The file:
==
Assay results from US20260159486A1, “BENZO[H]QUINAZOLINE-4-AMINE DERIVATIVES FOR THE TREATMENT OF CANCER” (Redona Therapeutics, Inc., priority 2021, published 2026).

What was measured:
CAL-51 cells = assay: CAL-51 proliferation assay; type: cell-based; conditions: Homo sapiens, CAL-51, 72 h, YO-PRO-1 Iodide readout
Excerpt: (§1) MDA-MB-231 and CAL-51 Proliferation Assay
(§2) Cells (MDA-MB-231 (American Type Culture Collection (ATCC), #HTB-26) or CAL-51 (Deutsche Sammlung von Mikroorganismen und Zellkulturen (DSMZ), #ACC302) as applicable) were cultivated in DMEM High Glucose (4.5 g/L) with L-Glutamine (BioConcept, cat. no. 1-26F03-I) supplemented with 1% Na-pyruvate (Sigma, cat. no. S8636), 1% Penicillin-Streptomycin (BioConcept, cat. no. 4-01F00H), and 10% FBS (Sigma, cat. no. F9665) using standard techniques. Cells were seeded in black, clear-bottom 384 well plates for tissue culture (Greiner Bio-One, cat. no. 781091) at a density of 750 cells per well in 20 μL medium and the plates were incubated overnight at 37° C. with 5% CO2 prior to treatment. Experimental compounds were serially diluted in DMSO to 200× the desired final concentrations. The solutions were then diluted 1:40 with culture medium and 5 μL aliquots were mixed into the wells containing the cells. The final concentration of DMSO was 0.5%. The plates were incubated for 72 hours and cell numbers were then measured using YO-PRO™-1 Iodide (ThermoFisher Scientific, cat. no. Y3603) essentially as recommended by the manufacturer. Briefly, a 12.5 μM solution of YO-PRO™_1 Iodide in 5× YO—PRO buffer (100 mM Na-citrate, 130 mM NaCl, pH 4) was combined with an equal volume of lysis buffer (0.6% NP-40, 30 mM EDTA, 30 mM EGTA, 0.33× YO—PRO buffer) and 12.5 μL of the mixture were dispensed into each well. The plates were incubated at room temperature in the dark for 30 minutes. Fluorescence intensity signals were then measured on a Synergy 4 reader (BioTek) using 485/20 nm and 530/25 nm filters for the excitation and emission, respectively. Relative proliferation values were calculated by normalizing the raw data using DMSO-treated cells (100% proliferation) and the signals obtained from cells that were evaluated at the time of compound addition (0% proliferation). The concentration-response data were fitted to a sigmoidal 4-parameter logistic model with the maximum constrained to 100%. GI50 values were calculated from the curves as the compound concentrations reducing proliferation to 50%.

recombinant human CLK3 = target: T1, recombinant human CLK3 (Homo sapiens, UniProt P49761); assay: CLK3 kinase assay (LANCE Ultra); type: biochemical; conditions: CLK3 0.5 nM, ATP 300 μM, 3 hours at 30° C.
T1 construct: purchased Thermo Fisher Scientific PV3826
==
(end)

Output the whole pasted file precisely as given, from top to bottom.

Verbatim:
Assay results from US20260159486A1, “BENZO[H]QUINAZOLINE-4-AMINE DERIVATIVES FOR THE TREATMENT OF CANCER” (Redona Therapeutics, Inc., priority 2021, published 2026).

What was measured:
CAL-51 cells = assay: CAL-51 proliferation assay; type: cell-based; conditions: Homo sapiens, CAL-51, 72 h, YO-PRO-1 Iodide readout
Excerpt: (§1) MDA-MB-231 and CAL-51 Proliferation Assay
(§2) Cells (MDA-MB-231 (American Type Culture Collection (ATCC), #HTB-26) or CAL-51 (Deutsche Sammlung von Mikroorganismen und Zellkulturen (DSMZ), #ACC302) as applicable) were cultivated in DMEM High Glucose (4.5 g/L) with L-Glutamine (BioConcept, cat. no. 1-26F03-I) supplemented with 1% Na-pyruvate (Sigma, cat. no. S8636), 1% Penicillin-Streptomycin (BioConcept, cat. no. 4-01F00H), and 10% FBS (Sigma, cat. no. F9665) using standard techniques. Cells were seeded in black, clear-bottom 384 well plates for tissue culture (Greiner Bio-One, cat. no. 781091) at a density of 750 cells per well in 20 μL medium and the plates were incubated overnight at 37° C. with 5% CO2 prior to treatment. Experimental compounds were serially diluted in DMSO to 200× the desired final concentrations. The solutions were then diluted 1:40 with culture medium and 5 μL aliquots were mixed into the wells containing the cells. The final concentration of DMSO was 0.5%. The plates were incubated for 72 hours and cell numbers were then measured using YO-PRO™-1 Iodide (ThermoFisher Scientific, cat. no. Y3603) essentially as recommended by the manufacturer. Briefly, a 12.5 μM solution of YO-PRO™_1 Iodide in 5× YO—PRO buffer (100 mM Na-citrate, 130 mM NaCl, pH 4) was combined with an equal volume of lysis buffer (0.6% NP-40, 30 mM EDTA, 30 mM EGTA, 0.33× YO—PRO buffer) and 12.5 μL of the mixture were dispensed into each well. The plates were incubated at room temperature in the dark for 30 minutes. Fluorescence intensity signals were then measured on a Synergy 4 reader (BioTek) using 485/20 nm and 530/25 nm filters for the excitation and emission, respectively. Relative proliferation values were calculated by normalizing the raw data using DMSO-treated cells (100% proliferation) and the signals obtained from cells that were evaluated at the time of compound addition (0% proliferation). The concentration-response data were fitted to a sigmoidal 4-parameter logistic model with the maximum constrained to 100%. GI50 values were calculated from the curves as the compound concentrations reducing proliferation to 50%.

recombinant human CLK3 = target: T1, recombinant human CLK3 (Homo sapiens, UniProt P49761); assay: CLK3 kinase assay (LANCE Ultra); type: biochemical; conditions: CLK3 0.5 nM, ATP 300 μM, 3 hours at 30° C.
T1 construct: purchased Thermo Fisher Scientific PV3826